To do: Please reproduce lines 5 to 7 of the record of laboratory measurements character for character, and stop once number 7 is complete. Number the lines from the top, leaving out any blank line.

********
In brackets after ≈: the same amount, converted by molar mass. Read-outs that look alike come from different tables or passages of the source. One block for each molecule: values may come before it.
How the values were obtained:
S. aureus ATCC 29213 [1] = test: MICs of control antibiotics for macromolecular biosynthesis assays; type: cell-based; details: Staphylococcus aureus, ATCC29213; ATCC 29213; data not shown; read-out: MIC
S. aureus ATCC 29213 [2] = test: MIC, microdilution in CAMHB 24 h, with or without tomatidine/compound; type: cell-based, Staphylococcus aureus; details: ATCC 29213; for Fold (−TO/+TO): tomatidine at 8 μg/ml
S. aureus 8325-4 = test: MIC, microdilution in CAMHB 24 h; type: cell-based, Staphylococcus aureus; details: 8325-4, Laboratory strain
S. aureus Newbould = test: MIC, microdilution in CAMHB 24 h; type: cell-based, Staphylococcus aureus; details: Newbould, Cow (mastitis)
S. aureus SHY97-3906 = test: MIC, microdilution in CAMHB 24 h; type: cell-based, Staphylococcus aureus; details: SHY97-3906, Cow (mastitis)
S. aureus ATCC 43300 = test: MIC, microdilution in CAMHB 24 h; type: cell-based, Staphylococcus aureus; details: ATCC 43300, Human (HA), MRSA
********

S. aureus 8325-4 = test: MIC, microdilution in CAMHB 24 h; type: cell-based, Staphylococcus aureus; details: 8325-4, Laboratory strain
S. aureus Newbould = test: MIC, microdilution in CAMHB 24 h; type: cell-based, Staphylococcus aureus; details: Newbould, Cow (mastitis)
S. aureus SHY97-3906 = test: MIC, microdilution in CAMHB 24 h; type: cell-based, Staphylococcus aureus; details: SHY97-3906, Cow (mastitis)